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Curr Biol. 2006 Aug 22;16(16):1622-6.

Seascape genetics: a coupled oceanographic-genetic model predicts population structure of Caribbean corals.

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  • 1Department of Biological Sciences, Stanford University, Pacific Grove, CA 93950, USA.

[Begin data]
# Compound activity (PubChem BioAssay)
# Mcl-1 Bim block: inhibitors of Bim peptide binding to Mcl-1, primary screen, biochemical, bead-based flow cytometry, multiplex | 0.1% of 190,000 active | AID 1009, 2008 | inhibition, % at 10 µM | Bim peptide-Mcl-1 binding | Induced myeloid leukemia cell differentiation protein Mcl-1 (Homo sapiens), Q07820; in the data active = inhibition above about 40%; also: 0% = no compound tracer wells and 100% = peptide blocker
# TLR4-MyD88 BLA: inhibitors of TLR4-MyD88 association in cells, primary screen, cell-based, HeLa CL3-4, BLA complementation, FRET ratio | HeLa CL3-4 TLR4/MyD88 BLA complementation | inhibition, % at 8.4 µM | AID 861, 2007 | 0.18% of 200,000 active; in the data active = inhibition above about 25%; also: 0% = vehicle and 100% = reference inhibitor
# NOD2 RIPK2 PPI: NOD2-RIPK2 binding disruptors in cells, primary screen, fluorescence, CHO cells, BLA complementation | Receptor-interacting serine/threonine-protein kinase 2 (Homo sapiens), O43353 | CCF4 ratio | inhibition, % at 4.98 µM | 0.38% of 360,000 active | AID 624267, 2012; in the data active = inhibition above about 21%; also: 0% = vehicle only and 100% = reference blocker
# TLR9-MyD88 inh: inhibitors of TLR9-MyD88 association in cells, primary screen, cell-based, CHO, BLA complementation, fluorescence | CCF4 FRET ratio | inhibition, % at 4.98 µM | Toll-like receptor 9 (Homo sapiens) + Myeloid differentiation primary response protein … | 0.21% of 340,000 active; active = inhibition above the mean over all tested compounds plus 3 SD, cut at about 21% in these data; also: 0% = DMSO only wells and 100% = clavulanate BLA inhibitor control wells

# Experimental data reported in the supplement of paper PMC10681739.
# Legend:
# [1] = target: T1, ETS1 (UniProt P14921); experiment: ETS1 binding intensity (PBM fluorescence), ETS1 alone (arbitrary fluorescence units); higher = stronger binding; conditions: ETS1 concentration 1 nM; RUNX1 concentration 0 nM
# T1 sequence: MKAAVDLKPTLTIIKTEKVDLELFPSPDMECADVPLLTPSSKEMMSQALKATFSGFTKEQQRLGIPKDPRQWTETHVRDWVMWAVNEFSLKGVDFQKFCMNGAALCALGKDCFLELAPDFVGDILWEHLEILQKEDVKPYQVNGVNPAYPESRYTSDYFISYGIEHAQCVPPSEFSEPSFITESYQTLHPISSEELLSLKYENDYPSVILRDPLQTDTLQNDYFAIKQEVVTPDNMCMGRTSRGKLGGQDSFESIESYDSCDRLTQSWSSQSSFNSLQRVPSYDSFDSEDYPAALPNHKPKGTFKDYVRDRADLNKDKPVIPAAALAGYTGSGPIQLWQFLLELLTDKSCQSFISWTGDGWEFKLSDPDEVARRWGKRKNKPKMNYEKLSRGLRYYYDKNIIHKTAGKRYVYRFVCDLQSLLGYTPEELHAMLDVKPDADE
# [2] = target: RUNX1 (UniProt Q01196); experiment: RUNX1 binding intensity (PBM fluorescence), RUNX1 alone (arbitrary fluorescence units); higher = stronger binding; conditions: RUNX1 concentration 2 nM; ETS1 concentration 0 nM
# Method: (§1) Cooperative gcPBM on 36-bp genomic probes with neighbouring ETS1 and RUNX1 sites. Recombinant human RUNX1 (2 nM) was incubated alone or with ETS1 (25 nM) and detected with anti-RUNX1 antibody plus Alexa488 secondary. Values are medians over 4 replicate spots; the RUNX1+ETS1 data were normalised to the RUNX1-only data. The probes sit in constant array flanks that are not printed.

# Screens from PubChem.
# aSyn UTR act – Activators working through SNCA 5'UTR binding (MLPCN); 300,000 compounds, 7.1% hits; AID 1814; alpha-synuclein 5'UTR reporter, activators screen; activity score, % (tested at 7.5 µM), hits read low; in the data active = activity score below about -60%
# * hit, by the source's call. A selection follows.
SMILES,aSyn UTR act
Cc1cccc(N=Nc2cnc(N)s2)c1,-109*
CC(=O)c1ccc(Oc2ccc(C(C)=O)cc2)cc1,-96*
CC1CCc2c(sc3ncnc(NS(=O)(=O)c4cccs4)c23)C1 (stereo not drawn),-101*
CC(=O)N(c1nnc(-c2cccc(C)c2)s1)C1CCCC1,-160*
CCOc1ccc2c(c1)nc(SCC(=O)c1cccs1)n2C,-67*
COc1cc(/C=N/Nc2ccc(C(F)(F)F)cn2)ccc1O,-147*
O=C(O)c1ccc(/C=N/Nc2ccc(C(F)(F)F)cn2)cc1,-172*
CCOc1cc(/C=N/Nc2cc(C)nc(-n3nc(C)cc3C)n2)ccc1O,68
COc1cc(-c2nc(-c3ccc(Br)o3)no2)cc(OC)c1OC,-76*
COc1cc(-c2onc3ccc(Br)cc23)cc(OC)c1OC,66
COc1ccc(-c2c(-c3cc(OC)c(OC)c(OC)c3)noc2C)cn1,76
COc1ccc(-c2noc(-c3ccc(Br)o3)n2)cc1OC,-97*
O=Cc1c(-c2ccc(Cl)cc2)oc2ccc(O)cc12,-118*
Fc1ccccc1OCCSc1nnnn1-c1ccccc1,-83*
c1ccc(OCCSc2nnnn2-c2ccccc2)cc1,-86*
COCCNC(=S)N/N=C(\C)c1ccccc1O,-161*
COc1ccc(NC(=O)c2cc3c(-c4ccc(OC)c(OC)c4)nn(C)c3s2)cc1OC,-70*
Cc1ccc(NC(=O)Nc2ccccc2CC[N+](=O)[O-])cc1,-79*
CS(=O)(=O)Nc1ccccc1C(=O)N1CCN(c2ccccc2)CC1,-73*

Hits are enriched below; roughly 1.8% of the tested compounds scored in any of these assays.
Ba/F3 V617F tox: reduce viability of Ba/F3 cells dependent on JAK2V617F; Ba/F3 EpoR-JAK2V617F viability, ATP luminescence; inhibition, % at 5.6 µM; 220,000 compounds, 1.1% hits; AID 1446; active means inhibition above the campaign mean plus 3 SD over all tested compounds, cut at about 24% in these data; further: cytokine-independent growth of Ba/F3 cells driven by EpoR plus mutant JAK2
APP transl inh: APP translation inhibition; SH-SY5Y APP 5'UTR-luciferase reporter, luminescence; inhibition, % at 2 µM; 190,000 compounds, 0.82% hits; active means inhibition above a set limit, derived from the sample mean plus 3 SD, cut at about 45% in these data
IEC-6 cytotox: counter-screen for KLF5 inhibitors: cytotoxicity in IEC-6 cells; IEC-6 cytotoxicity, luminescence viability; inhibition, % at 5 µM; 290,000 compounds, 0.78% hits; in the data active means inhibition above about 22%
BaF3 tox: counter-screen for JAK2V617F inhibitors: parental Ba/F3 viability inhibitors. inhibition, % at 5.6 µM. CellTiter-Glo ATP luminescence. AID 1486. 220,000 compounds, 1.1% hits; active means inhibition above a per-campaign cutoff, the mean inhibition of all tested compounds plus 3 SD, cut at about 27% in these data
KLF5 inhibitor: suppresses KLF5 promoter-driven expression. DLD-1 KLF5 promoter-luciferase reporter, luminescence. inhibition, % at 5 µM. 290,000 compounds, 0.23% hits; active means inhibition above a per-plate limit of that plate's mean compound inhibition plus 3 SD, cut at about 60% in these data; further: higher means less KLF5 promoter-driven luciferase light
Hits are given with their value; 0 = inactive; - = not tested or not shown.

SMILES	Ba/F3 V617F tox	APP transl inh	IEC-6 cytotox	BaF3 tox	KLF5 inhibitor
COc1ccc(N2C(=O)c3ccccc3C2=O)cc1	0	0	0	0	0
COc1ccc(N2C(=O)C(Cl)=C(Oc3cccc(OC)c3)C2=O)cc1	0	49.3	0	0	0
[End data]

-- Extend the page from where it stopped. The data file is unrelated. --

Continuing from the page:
Population genetics is a powerful tool for measuring important larval connections between marine populations [1-4]. Similarly, oceanographic models based on environmental data can simulate particle movements in ocean currents and make quantitative estimates of larval connections between populations possible [5-9]. However, these two powerful approaches have remained disconnected because no general models currently provide a means of directly comparing dispersal predictions with empirical genetic data (except, see [10]). In addition, previous genetic models have considered relatively simple dispersal scenarios that are often unrealistic for marine larvae [11-15], and recent landscape genetic models have yet to be applied in a marine context [16-20]. We have developed a genetic model that uses connectivity estimates from oceanographic models to predict genetic patterns resulting from larval dispersal in a Caribbean coral. We then compare the predictions to empirical data for threatened staghorn corals. Our coupled oceanographic-genetic model predicts many of the patterns observed in this and other empirical datasets; such patterns include the isolation of the Bahamas and an east-west divergence near Puerto Rico [3, 21-23]. This new approach provides both a valuable tool for predicting genetic structure in marine populations and a means of explicitly testing these predictions with empirical data.

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